Huhtamaki Company Manufacturing v. CKF

2009 | Cited 0 times | D. Maine | January 12, 2009

ORDER AFFIRMING THE RECOMMENDED DECISION OF THE MAGISTRATE JUDGE

The United States Magistrate Judge filed with the Court on November 20, 2008 her Recommended Decision (Docket # 23). The Defendant CKF, Inc. filed its objections to the Recommended Decision on December 8, 2008 (Docket # 25) and the Plaintiff Huhtamaki Company Manufacturing filed its response on December 29, 2008 (Docket # 26). I have reviewed and considered the Magistrate Judge's Recommended Decision, together with the entire record; I have made a de novo determination of all matters adjudicated by the Magistrate Judge's Recommended Decision; and I concur with the recommendations of the United States Magistrate Judge for the reasons set forth in her Recommended Decision, and determine that no further proceeding is necessary.1

1. It is therefore ORDERED that the Recommended Decision of the Magistrate Judge (Docket # 23) is hereby AFFIRMED.

2. It is further ORDERED that the CFK's Motion to Dismiss (Docket # 14) is DENIED.2

SO ORDERED.

1. Although not limited to the Magistrate Judge's construction of Sinochem Int'l Co. Ltd. v. Malaysia Int'l Shipping Corp., 549 U.S. 422 (2007), and Adelson v. Hananel, 510 F.3d 43 (1st Cir. 2007), CFK, Inc. devotes significant effort to its contention that the Magistrate Judge erred in concluding that concurrent litigation is not a relevant consideration in a forum non conveniens analysis. The Court disagrees that the Magistrate Judge erred. First, in reaching her recommendation, the Magistrate Judge cited Adelson as one factor among many. Further, in Adelson, the First Circuit addressed whether, in evaluating a forum non conveniens argument, the district court should have considered the existence of concurrent litigation in Israel. Adelson, 510 F.3d at 54. After itemizing the factors in the public interest analysis, the First Circuit observed that [t]he existence of concurrent litigation is not a relevant factor to the analysis; none of the factors enumerated above invokes a comparison between the two competing fora. By focusing on the existence of parallel proceedings in a foreign court, the district court essentially converted the analysis into a determination of which of the two pending cases should go forward. In doing so, the court erroneously lowered the defendant's burden of proving that the balance of factors justified dismissal of a suit from a U.S. plaintiff's choice of home forum. Id. Despite CFK, Inc.'s strenuous objection, Adelson is, as Huhtamaki argues, directly on point. In declining to allow the existence of concurrent litigation to trump the forum non conveniens analysis, the Magistrate Judge avoided committing, as she said, "the same error as was committed by the trial court in Adelson." Recommended Decision at 11 (Docket # 23).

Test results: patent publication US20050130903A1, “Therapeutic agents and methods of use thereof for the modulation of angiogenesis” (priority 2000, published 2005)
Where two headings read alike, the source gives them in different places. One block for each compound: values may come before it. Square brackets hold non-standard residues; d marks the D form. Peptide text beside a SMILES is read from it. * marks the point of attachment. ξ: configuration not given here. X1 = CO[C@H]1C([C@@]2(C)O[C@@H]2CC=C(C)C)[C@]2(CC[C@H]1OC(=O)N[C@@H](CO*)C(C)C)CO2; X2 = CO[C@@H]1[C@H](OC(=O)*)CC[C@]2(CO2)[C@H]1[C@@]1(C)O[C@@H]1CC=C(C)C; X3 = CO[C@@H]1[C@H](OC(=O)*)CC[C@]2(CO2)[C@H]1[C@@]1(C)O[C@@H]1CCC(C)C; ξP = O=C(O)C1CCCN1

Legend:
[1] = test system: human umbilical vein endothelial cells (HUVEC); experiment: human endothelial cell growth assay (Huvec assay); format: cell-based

2. The Magistrate Judge also denied CFK, Inc.'s motion for leave to file additional affidavits (Docket # 20); CFK, Inc. did not challenge this part of the Magistrate Judge's ruling.

Back to top